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The Honolulu Advertiser
Posted on: Saturday, March 4, 2006

Letters to the Editor



I was mortified this morning while watching KHON news to see the huge home built in Ka'u in the middle of this sacred 'aina. One of the most influential women who chronicled Hawaiian lifestyle was Mary Kawena Pukui in her book "The Polynesian Family System of Kau." I am not from Ka'u and I was not fortunate enough to have met Kupuna Pukui, but I feel this home is a blemish to the sacredness of the lifestyle and Ka'u. Auwe, auwe, auwe.

Dawn P. Hayashi



Statehood was the beginning of the building boom and the catastrophic impact on space and nature that we now face.

The proliferation of high-rises is like giant tombstones upon a once-living 'aina. A paved paradise diverts the rain into the ocean, starving our aquifers and killing our coastal waters. Golf courses contribute pesticides and herbicides to our dwindling fresh-water supply. Agricultural lands are being turned into housing developments, where we are planting more people instead of food.

How many demands can our precious ecological resources sustain before irreversible collapse?

More people require more infrastructure and roads, housing and development and resources. Supply can never keep up with demand because no matter how much we accommodate, there will always be more than enough people to fill the void. If we leveled every mountain and built housing, there would never be a vacancy.

Our currency says, "In God We Trust," but development and corporate greed continue to override the will of the people, common sense and spiritual sanity.

If we do not remain conscious and vigilant, our children's heritage will be a claustrophobic Alcatraz. Birth control and population control are pro-life. If we do not control our numbers, our days will be numbered.

Bruce Lee



Kudos to the Honolulu Academy of Arts for staging the "Life in the Pacific of the 1700s" exhibit featuring more than 350 cultural items from several Pacific island groups, including Hawai'i, on loan from the University of Gottingen in Germany.

I was fortunate enough to be able to attend the opening ceremonies on Feb. 22 and was overcome with emotion listening to representatives from these groups speak about the importance of the exhibit to their own cultures.

The Tongan princess' speech was particularly moving. She said that the Tongan items in this exhibit are the best she has ever seen in the world and that one of the items has not been seen by Tongans for many generations, making it a treasure of immeasurable importance.

Not only has the academy staged a magnificent exhibit, it has shown a great deal of aloha in making it available to the public for free during the entire run of the exhibit. I hope that everyone in the community, not just Pacific Islanders, will take advantage of this incredible opportunity. It will surely bring a new level of pride to us all.

Mahalo nui loa to all the staff at the academy and the University of Gottingen for working so long and so hard to bring this wonderful exhibit to Hawai'i.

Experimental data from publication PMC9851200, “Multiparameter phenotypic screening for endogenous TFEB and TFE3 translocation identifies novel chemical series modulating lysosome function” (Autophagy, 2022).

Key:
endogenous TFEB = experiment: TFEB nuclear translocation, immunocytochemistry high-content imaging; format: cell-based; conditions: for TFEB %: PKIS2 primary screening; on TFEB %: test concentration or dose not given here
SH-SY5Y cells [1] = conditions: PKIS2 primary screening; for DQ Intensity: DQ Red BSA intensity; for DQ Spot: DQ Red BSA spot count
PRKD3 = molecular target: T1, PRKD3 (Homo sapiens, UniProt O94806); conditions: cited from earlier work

Nanette Napoleon



The recent tax relief proposals by the City Council and Mayor Hannemann fall short and reflect surface thinking and disregard for Honolulu homeowners.

Especially insulting is the idea that home exemptions might be increased for certain age groups, including those still working but not for those over 70 years of age, many on fixed incomes, living modestly in their older humble homes.

The $50,000 income limit being mentioned is another penalty.

The city is saying to our "revered" elders: Sorry guys, you're too old to benefit from anything more.

And listen to this: To add to the insult, the mayor has proudly offered another "solution." Several banks have gotten together to offer something similar to a line of credit for those owners who cannot afford to pay the increased taxes. Now that's thoughtful. Just think: If you can't afford the increased taxes, go take out a loan and pay interest on it to pay your taxes so the city can put your borrowed money into its coffers. Then if there's a default, guess what happens to your home?

Yay, hurray, what a deal!

Isn't something very wrong with this entire picture? The desire for the city to get its hands on the windfall tax increases is painfully obvious and smacks of arrogance at the expense of those most vulnerable.

Diane D. Ackerson



The Honolulu Division of Motor Vehicles long ago discontinued mailing notices advising motorists that their driver's license would expire in the near future. After checking with colleagues in various states, I found that those states still notify drivers by mail of the impending expiration of their driver's license.

Now I am not going to suggest that the county Division of Motor Vehicles resume the practice, as that would send Councilman Charles Djou into a hissy fit.

Rather, the notification process could be done electronically. First, expand the driver's electronic record by two fields, which would include e-mail addresses. The driver could use a relative or friend's e-mail address if he has no e-mail address. Next, a program would be run the first of each month in which those whose licenses were to expire within the next six months would be sent a form letter reminding the driver to renew his license.

This programming task is simple enough that a UH junior could do it as a summer intern project. The result would save the drivers the embarrassment of an expired driver's license. Then, hopefully, the counties of Kaua'i, Maui and Hawai'i would do the same.

W.J. King